Activities & Lessons
New Year, New You. That's the message we see so frequently this time of year, as people begin to focus on resolutions for self-improvement. And going into 2021, it's a good time to reflect on the challenges we overcame in 2020 and think about where we've been and where we want to go. I'm all about self-improvement, but I worry that the stress of consistently hearing we need to improve in some way sends an implicit message, particularly to younger people, that we're never going to be good enough. Do our students feel the same anxieties to re-invent themselves as many adults do? Are they learning to improve because they love themselves, or because they feel they're wrong or lacking in some way?
When I was a student, I loved setting New Year's resolutions. My childhood resolutions were always goal-oriented, but oftentimes just set playfully for myself and very rarely followed through on. And by the time I entered high school, I realized a lot of my friends were making resolutions to lose weight or to look a certain way, which made making resolutions feel more like a chore than something fun.
Being able to set goals for oneself and then self-manage to achieve them is a critical life skill, but also a concept that can get warped with New Year's Resolution-setting pressures. So, how can teachers leverage this time of year to teach a practical lesson, that could also help to alleviate some holiday anxieties their students might be feeling? In the spirit of my old love for resolutions, I pulled together a few ideas to ring in the new decade by teaching practical goal-setting and self-management.
One way to help your students understand how to set and achieve their goals is through Solomon Cameron. Solomon is an Australian teenager who set a goal for himself to become the youngest person to fly solo around Australia and to raise money to help people around his country receive medical care.
After realizing he wanted to learn how to fly planes, Solomon raised money to take aviation classes. Once he learned to fly, he then continued to fundraise to support Angel Flight, an organization that helps people reach doctors and hospitals. Not only was Solomon able to achieve his personal aviation goals, he was able to set new goals for himself and to continue to rise to meet them.
Take five minutes to watch Solomon's story and then invite your class to discuss Solomon's goals and how he worked to achieve them. After specifically discussing Solomon, ask your students what they feel passionate about and what they could do to support a cause that matters to them, "Is there something you're motivated to try? What steps could you take to reach your goal?"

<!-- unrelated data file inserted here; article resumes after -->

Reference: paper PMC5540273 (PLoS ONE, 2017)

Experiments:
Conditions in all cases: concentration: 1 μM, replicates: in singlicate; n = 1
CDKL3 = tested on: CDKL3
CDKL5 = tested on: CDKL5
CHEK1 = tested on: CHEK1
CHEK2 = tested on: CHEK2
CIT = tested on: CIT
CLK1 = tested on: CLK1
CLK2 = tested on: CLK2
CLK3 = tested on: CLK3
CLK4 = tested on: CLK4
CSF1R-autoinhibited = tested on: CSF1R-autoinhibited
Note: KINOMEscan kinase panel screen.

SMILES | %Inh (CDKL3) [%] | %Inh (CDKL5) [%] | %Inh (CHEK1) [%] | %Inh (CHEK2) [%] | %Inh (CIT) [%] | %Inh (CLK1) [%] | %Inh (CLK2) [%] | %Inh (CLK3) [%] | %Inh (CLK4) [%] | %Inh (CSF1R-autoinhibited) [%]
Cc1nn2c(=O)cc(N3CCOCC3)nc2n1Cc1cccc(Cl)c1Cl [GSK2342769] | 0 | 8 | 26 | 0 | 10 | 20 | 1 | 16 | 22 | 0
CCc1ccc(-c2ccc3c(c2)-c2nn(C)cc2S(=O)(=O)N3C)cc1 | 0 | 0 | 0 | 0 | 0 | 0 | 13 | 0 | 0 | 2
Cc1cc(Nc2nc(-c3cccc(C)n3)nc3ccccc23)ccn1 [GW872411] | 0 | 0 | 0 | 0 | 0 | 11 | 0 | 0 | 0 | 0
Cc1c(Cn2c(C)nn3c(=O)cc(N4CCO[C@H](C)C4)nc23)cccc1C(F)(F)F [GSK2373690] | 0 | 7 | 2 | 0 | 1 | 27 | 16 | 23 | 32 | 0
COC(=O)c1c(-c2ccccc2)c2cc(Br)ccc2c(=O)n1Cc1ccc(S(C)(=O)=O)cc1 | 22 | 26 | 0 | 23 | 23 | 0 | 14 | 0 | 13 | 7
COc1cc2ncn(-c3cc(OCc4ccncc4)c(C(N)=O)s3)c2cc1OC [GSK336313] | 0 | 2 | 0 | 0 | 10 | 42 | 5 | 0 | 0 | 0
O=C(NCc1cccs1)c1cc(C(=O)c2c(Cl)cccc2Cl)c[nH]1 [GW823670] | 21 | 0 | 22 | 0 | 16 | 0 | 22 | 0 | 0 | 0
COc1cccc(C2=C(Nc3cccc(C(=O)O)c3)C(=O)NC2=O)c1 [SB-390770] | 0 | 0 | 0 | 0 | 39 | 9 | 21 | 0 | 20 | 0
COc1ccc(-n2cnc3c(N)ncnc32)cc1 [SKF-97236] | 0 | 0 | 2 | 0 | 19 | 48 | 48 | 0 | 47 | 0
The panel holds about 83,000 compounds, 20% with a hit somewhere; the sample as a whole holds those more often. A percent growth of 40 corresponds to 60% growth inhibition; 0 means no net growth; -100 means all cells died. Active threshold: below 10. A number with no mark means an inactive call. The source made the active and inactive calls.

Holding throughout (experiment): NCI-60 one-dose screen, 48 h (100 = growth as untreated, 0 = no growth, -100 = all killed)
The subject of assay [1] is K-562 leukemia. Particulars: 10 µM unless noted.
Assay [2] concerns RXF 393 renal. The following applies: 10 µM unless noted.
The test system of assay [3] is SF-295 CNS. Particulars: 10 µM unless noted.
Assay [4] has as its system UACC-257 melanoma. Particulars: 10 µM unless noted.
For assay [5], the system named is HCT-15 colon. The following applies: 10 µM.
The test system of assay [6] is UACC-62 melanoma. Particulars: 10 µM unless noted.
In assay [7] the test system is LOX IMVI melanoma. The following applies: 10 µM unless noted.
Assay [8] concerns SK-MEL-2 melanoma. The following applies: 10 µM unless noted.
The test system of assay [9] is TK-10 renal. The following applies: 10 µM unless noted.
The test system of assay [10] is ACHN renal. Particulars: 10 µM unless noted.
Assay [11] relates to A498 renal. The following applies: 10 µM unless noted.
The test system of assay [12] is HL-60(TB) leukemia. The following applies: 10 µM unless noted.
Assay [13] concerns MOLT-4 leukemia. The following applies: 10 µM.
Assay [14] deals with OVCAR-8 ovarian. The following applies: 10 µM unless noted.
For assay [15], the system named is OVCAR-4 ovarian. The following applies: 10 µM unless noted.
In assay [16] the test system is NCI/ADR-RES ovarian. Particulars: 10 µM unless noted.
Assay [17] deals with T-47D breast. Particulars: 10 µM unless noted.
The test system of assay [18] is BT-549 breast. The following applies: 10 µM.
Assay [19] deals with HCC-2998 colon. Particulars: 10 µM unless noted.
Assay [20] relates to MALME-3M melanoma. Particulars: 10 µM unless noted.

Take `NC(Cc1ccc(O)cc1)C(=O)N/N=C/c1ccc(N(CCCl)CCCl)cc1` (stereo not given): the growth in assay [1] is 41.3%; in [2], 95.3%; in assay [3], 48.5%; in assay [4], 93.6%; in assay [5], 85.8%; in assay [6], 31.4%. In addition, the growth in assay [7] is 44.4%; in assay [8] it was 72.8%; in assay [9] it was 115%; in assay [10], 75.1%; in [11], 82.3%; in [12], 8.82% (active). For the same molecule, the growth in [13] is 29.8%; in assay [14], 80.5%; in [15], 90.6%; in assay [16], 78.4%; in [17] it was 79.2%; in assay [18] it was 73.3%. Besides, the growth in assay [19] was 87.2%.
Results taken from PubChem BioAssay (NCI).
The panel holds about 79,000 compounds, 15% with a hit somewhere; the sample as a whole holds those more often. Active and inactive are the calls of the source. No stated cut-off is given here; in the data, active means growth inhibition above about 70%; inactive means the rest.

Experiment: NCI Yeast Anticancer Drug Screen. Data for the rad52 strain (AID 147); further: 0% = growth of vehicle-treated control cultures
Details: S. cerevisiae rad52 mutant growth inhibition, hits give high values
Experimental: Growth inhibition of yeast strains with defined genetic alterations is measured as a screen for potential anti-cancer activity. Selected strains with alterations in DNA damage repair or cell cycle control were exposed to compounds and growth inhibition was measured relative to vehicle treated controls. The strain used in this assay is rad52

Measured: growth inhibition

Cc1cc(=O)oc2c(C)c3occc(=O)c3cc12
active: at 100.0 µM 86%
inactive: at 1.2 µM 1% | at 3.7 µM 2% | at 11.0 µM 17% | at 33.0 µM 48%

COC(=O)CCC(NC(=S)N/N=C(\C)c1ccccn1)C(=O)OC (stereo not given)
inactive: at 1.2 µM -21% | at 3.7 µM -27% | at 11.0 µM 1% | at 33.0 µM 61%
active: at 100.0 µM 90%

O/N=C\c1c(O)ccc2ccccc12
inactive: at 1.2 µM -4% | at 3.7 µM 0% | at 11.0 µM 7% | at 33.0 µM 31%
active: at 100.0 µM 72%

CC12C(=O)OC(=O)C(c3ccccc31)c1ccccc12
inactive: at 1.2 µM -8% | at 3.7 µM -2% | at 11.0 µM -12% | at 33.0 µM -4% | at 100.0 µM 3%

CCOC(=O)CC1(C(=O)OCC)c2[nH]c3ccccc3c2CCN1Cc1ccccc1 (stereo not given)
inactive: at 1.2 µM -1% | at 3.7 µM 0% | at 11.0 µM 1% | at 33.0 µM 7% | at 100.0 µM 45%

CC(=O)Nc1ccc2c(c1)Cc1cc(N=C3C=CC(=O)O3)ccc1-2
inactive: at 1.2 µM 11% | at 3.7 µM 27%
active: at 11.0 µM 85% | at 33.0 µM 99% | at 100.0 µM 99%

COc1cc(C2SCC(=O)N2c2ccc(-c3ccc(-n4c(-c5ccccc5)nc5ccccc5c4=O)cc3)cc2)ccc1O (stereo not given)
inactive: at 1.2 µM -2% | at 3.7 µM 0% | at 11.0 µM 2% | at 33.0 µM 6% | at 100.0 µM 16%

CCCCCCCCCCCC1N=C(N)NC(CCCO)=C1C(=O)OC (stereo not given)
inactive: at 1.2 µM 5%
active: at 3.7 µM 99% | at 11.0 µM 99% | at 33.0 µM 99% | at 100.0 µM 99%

Instead of writing down "resolutions," your students can write a letter to themselves detailing their goal and the steps they will take to achieve it. Let them know that you'll all be opening the letter up again later in the year to check in on your progress. Encourage them to set specific examples and to remain realistic on something they can achieve in a few months. Remind them to set a timeline that will help them keep on-track to meet their goals. If students are struggling to come up with goals, provide categories such as: things you hope to learn, skills you hope to acquire, people you hope to meet, or change you want to see happen.
Another option is to have your students discuss their goals together, and people with similar goals can collaborate on next steps. Or, set a shared goal for something you can do virtually as a class for your school or community. Extend the project further by asking students to research ways in which their passions can be tapped into to help others, just as Solomon did by turning his love of flying into a way to help people access medical care.
The key is to remind students to focus on their skills (and not their perceived deficiencies) in order to set meaningful goals and then continue to work towards achieving them. Learning to do so will help students by improving their sense of self-worth and demonstrating how they can use their unique skills to create the positive change they want to see, both in themselves and the world.
For more ideas and support, use the full free lesson plan for Grades 4–8, “Write a Goal-Setting Letter To Yourself," to help students build self-management competencies by setting and working toward a personal or academic goal.
Each webisode of Carmen Sandiego’s Fearless Kids Around the World comes paired with free social-emotional learning activities following the CASEL framework to build relevant competencies. Download these SEL activities and lesson plans to inspire your students at carmensandiego.com/fearlesskids.
This blog post was updated in December 2020.